So we lurch from one crisis to another…. it like the banks isnt it. Until one really big one goes (like Lenham Bros did) no one really took notice.
Perhaps we need a Portsmouth at the top to set the ball rolling and see a cascade of other clubs suddenly finding that they are living beyond their means; and that other member clubs arent willing to pay the subs to the League(s) to help bail them out!
[…] Chester City, not in the best of shape [twohundredpercent] […]
chester supporters aren’t living beyond there means,they have been taken for a ride by owners who have used the football club as a vehicle to hide there real intentions which happens off the field of play and has no connection with football.
Facebook can be a useful site to keep in touch with friends etc, but also a wonderful repository of fuckwittery. Ladies & gents, I give you the Morell Maison fanpage:
As a Cambridge United fan, I’m still amazed we let Mark Beasley go on loan to Chester, as anyone with half a brain can work out that the club have no money. At our fans forum, any worries about the loan were brushed off with a “we are football creditor, don’t worry” response. I wish no ill to the fans of Chester, but if this is anotherr nail in the coffin of Stephen Vaughn FC, then so be it. AFC Chester is only option.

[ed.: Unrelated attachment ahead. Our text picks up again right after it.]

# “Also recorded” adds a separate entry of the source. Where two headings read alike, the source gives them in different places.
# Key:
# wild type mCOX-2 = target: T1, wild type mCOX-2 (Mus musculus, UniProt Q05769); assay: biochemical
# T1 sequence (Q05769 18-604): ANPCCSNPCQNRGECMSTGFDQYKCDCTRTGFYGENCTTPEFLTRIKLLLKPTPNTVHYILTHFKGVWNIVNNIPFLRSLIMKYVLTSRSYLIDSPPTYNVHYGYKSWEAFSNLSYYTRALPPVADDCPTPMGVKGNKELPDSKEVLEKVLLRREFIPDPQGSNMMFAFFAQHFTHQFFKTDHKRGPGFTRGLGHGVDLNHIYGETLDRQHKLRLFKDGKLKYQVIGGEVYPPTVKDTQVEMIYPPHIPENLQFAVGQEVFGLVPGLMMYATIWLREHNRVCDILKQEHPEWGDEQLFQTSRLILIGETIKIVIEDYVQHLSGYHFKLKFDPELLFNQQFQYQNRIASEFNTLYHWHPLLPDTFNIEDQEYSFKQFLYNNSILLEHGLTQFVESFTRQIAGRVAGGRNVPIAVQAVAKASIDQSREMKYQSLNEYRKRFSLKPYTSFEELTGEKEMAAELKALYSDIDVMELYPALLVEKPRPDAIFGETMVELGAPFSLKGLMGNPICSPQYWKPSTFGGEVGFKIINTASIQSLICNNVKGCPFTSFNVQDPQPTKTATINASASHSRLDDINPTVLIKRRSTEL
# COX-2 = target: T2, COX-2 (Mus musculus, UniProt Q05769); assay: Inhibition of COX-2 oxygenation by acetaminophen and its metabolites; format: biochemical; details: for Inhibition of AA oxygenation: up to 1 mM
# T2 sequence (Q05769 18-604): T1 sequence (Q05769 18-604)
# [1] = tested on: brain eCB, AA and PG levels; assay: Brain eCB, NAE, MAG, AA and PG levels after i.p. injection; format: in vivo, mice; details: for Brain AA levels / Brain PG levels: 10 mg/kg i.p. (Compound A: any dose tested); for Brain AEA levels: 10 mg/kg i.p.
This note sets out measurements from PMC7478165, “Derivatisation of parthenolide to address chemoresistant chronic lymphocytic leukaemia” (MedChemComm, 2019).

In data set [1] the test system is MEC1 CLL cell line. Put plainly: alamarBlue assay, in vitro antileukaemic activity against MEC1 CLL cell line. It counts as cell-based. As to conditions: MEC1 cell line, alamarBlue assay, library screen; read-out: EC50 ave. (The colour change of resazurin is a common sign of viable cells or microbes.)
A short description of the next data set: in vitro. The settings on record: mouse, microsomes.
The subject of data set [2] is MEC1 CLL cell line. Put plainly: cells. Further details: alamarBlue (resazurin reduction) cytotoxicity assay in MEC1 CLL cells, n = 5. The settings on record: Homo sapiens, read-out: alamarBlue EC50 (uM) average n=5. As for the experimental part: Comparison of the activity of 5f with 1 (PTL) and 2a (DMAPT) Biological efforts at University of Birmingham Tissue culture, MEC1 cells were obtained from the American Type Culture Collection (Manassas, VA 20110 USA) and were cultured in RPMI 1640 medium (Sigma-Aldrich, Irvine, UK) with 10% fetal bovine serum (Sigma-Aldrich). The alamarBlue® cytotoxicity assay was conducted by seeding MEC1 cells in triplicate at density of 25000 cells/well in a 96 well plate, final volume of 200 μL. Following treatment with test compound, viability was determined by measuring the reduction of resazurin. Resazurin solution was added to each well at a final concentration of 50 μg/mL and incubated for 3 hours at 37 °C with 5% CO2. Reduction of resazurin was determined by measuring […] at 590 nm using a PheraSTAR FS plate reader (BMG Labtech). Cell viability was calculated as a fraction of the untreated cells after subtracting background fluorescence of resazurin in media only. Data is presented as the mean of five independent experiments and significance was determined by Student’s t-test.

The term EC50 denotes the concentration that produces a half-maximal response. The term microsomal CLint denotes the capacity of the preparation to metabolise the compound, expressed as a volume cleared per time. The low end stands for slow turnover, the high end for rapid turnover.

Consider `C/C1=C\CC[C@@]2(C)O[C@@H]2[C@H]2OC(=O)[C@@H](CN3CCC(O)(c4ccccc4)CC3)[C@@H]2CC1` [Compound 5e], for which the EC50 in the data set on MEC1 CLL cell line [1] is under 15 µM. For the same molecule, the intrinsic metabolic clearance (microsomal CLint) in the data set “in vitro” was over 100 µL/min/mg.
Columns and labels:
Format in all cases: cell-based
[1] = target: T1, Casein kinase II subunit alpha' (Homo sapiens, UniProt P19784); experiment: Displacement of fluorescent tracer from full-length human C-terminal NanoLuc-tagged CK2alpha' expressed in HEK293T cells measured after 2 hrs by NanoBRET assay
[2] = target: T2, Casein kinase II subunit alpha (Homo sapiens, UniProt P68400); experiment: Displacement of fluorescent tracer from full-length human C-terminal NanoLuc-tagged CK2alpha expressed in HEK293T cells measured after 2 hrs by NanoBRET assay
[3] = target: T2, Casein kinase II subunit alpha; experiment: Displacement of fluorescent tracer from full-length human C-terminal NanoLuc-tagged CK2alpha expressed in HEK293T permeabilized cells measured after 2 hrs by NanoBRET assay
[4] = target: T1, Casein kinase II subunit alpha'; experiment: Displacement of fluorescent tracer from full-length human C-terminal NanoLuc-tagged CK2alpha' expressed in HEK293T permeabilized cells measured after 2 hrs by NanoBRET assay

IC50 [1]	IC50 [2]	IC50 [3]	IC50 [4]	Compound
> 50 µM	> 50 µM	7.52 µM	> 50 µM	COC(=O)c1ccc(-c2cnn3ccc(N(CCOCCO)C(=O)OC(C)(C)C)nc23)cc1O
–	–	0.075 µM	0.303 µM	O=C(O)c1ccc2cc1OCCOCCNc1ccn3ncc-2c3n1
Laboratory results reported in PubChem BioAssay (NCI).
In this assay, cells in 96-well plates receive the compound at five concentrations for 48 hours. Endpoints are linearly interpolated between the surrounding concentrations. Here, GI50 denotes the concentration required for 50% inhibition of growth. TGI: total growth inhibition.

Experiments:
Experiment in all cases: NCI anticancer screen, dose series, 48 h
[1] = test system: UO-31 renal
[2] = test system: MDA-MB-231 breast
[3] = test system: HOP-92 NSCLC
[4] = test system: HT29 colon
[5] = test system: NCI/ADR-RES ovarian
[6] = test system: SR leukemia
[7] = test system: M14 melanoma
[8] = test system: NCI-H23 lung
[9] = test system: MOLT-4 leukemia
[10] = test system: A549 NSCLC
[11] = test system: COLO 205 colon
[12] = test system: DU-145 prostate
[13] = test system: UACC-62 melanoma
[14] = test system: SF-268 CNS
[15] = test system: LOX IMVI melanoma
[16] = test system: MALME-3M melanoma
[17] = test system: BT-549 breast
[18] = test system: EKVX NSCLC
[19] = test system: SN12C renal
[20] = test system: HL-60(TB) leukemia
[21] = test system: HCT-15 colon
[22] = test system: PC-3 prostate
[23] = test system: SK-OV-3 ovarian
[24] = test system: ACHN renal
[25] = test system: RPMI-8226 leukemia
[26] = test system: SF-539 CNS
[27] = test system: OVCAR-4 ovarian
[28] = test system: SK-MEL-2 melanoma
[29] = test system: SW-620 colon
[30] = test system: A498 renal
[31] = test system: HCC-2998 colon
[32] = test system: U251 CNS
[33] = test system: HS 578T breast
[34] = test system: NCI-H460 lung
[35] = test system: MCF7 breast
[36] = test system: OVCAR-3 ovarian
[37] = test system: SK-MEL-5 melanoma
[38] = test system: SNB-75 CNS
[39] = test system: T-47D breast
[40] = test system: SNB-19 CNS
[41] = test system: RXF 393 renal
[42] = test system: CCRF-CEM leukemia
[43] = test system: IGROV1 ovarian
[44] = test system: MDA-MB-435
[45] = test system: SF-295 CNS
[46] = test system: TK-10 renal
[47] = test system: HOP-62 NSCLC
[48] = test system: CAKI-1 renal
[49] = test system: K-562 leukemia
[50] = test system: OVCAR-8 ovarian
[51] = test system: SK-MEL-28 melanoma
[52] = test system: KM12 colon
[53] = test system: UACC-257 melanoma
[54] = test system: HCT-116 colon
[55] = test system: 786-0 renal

“Boston, a club of a similar size to Chester, remain in the middle of the Unibond League”
Just to let you know, we are doing well this season, 3rd at the moment, and are pushing for promotion.
It is a very long way back but I think most supporters who’ve been in our situation would rather be in a lower league with a well run club than higher up and badly run.
Good luck to Chester fans trying to clean their club up.
I’ve just had a look at his facebook page. I’m a Halesowen fan, so nearly laughted myself to death! Who is that Liz person? What a demented sole she must be>
Sorry, Izzie, not Liz. My humble apologies for the error 😉
Seems like HMRC have had a winding-up order in against Chester City since November – court date is set for 27th January.
(bottom left of page)
Oh, and this interview with Stephen Not-At-All-Involved-With-Chester Vaughan is worth a read as well:
So another winding up petition from HMRC despite numerous promises to the authorities in the summer?
Have Chester City ever paid any tax?
I hope this time the authorities don’t take the easy and neat route and just wait until the end of the season to put an end to this absolute nonsense. That doesn’t deter anyone. It happened to Fisher only last season.
Just a not to any Chester City fans that it might well be a “long haul back to the Football League” if and when you reform as a Supporters club but as a AFC Wimbledon supporter I can honestly say that it will be worth the journey and you will see, during your travels, exactly what football is all about and not what the “Vaughans” of this world have brought it down to.
Good Luck to You All!!!